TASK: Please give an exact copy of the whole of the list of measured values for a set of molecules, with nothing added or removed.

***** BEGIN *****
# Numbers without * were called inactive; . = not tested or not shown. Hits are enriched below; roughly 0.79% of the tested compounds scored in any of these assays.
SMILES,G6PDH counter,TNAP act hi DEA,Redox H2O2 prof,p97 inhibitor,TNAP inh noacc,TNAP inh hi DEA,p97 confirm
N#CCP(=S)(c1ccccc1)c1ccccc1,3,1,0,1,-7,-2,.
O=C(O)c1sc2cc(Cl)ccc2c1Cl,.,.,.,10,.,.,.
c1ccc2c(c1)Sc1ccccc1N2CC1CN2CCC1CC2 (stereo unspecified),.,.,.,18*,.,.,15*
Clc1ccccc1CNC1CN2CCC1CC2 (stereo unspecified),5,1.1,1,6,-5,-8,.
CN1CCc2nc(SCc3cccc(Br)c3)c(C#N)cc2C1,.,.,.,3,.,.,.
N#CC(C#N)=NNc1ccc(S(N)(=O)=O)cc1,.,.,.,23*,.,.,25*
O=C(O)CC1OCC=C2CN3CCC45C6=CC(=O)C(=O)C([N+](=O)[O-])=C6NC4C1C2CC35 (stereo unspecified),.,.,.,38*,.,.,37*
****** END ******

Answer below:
# Numbers without * were called inactive; . = not tested or not shown. Hits are enriched below; roughly 0.79% of the tested compounds scored in any of these assays.
SMILES,G6PDH counter,TNAP act hi DEA,Redox H2O2 prof,p97 inhibitor,TNAP inh noacc,TNAP inh hi DEA,p97 confirm
N#CCP(=S)(c1ccccc1)c1ccccc1,3,1,0,1,-7,-2,.
O=C(O)c1sc2cc(Cl)ccc2c1Cl,.,.,.,10,.,.,.
c1ccc2c(c1)Sc1ccccc1N2CC1CN2CCC1CC2 (stereo unspecified),.,.,.,18*,.,.,15*
Clc1ccccc1CNC1CN2CCC1CC2 (stereo unspecified),5,1.1,1,6,-5,-8,.
CN1CCc2nc(SCc3cccc(Br)c3)c(C#N)cc2C1,.,.,.,3,.,.,.
N#CC(C#N)=NNc1ccc(S(N)(=O)=O)cc1,.,.,.,23*,.,.,25*
O=C(O)CC1OCC=C2CN3CCC45C6=CC(=O)C(=O)C([N+](=O)[O-])=C6NC4C1C2CC35 (stereo unspecified),.,.,.,38*,.,.,37*